In very related news, from the bowels of the Fed comes a taxpayer-paid response to Krugman, DeLong, and others sounding the alarm about the deficit witchhunt: Quiet, you nasty bloggers! You have not sufficiently mastered our economickal arts! “[W]riters who have not taken a year of PhD coursework in a decent economics department (and passed their PhD qualifying exams), cannot meaningfully advance the discussion on economic policy…[T]here is extremely low likelihood that the speculations of the untrained, on a topic almost pathologically riddled by dynamic considerations and feedback effects, will offer anything new.

Having spent much of the past decade in academe, I’d like to point out that this is a pretty classic overreach by the writer here. I mean, you spend all those years chasing down a degree that’s not particularly useful anymore…there must be some upside to it, right? Am I not now part of the intellectual — in this case, macroeconomic — Elect? No, Mr. Athreya, I’m afraid not. Sometimes people spend so much time examining, say, the myriad variances in an oak leaf (or worse) they miss the forest for the trees.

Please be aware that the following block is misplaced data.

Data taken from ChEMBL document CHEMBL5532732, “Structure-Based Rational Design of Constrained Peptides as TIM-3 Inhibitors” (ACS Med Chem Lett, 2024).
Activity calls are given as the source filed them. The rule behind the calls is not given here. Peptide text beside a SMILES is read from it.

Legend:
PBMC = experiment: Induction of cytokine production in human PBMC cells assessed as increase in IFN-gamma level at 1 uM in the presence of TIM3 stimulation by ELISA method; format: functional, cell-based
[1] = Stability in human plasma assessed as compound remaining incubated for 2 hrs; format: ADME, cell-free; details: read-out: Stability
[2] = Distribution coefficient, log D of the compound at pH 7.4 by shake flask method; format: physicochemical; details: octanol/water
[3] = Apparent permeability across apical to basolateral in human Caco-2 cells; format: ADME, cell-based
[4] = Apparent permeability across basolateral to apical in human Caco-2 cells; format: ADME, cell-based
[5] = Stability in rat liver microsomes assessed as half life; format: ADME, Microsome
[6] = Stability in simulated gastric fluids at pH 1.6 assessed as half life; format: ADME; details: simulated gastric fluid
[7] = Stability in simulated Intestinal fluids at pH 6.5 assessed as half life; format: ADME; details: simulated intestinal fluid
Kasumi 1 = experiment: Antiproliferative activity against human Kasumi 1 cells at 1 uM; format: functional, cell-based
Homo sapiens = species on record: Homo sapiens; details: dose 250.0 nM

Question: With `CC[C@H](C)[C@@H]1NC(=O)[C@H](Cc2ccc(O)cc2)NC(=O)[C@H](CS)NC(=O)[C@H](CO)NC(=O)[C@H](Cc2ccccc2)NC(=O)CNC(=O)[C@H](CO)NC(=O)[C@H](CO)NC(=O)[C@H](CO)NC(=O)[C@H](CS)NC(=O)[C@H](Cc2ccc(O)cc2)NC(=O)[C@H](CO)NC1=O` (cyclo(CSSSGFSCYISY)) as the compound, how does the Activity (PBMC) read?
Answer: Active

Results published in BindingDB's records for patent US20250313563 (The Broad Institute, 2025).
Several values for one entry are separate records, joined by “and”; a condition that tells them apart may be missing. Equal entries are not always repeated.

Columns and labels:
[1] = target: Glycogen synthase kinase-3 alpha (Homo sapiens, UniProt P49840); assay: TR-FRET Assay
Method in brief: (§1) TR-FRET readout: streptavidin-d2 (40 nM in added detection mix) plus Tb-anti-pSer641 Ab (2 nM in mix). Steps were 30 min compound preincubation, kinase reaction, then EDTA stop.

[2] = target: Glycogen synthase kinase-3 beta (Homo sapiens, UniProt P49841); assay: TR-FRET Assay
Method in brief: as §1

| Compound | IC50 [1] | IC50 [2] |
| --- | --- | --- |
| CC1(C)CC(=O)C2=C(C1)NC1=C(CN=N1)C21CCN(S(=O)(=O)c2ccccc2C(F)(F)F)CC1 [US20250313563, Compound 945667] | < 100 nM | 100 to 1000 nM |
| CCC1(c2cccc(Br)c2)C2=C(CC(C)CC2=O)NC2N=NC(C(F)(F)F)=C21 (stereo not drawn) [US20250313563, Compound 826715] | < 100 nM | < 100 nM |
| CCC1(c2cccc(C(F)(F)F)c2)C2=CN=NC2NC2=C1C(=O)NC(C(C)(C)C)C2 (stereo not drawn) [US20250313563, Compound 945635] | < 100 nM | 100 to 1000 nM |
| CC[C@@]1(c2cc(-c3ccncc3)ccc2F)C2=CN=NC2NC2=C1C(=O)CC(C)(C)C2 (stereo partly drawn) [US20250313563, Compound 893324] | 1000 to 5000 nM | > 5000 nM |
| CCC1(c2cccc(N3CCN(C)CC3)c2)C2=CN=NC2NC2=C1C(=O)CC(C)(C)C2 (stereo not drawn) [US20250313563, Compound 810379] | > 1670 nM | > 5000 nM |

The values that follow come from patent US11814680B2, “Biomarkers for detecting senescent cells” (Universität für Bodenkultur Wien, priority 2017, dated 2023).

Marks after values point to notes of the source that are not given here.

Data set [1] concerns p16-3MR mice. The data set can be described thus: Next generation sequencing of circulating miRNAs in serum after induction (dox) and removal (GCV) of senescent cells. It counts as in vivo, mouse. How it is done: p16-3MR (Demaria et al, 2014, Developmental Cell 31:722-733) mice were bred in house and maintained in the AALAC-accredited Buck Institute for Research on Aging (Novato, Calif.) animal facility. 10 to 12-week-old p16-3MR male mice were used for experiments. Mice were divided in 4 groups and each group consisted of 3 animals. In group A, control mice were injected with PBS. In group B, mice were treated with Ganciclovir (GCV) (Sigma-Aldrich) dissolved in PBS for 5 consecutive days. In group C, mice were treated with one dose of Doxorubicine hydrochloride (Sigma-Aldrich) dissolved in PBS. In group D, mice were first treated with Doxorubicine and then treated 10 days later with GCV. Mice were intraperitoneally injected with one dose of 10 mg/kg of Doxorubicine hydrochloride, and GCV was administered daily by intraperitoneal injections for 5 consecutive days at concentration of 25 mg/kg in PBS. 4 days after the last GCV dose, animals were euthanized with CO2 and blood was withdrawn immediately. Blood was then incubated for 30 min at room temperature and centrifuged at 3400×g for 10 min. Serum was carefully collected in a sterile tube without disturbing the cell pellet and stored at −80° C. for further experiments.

Update: In an attempt to move past the entitlement-cutting hysteria out and about in DC at the moment, the Center for Economic Policy and Research offers up handy tool: The People’s Deficit Calculator. “The budget options in the calculator include ending the wars in Iraq and Afghanistan, adopting a carbon tax, reduction in the size of the health care subsidies created by the health care reform bill, progressive price indexing of Social Security, adopting a financial speculation tax and others.

Update 2: James K. Galbraith reads the riot act to the deficit witchhunt tribunal. “You are plainly not equipped, either by disposition or resources, to take on the true cause of deficits now or in the future: the financial crisis.

The New “Black Hole”: Bagram.